3. May give up some tax benefits: If you took out a mortgage to buy or improve a home before December 16, 2017, the interest you pay on up to $1 million in debt may be tax deductible. Now, you can only deduct the interest paid on up to $750,000. That means if you refinance an older $1 million mortgage, you’ll be subject to the lower $750,000 cap.

If you have questions about your specific situation, remember to consult with a tax professional or financial advisor.

How to get the best mortgage refinancing rate

Because every mortgage lender has its own methods for evaluating borrowers, getting the best mortgage rate requires that you do a little shopping around — which sometimes can be quite the chore.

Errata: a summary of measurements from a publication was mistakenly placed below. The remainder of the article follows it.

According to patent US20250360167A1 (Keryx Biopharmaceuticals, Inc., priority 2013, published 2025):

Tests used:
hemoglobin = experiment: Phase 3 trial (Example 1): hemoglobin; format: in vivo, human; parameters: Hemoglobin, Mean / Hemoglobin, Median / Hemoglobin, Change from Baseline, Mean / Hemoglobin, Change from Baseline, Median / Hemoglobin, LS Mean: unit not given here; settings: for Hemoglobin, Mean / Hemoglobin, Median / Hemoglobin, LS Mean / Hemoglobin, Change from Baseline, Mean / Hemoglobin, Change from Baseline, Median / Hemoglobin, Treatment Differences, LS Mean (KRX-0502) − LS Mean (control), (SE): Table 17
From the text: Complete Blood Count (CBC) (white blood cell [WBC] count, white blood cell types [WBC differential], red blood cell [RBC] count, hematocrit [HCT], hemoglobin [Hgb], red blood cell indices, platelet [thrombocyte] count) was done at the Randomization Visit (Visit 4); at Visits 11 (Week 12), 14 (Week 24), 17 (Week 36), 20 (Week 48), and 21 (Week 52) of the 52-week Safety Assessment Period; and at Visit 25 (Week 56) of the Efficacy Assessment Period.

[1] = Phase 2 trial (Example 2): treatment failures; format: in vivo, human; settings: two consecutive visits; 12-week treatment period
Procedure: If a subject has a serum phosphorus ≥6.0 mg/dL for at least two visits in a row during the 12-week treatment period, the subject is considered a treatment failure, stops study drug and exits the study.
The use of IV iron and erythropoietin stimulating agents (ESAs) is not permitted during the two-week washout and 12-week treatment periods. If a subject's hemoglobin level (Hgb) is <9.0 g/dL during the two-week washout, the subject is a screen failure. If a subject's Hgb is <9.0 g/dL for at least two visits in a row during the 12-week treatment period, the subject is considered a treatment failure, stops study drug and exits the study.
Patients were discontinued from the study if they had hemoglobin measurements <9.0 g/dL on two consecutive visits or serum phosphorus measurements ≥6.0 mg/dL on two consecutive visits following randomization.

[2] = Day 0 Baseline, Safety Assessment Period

Luckily, Credible does a lot of the legwork for you, so you don’t have to feel lost or overwhelmed. You can request prequalified rates from multiple mortgage lenders without affecting your credit score.

Credible makes refinancing easy

  • Compare lenders and save on interest
  • Get cash out to pay off high-interest debt
  • Prequalify in just 3 minutes

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No annoying calls or emails from lenders!

About the author
Matt Carter
Matt Carter

Matt Carter is a Credible expert on student loans. Analysis pieces he’s contributed to have been featured by CNBC, CNN Money, USA Today, The New York Times, The Wall Street Journal and The Washington Post.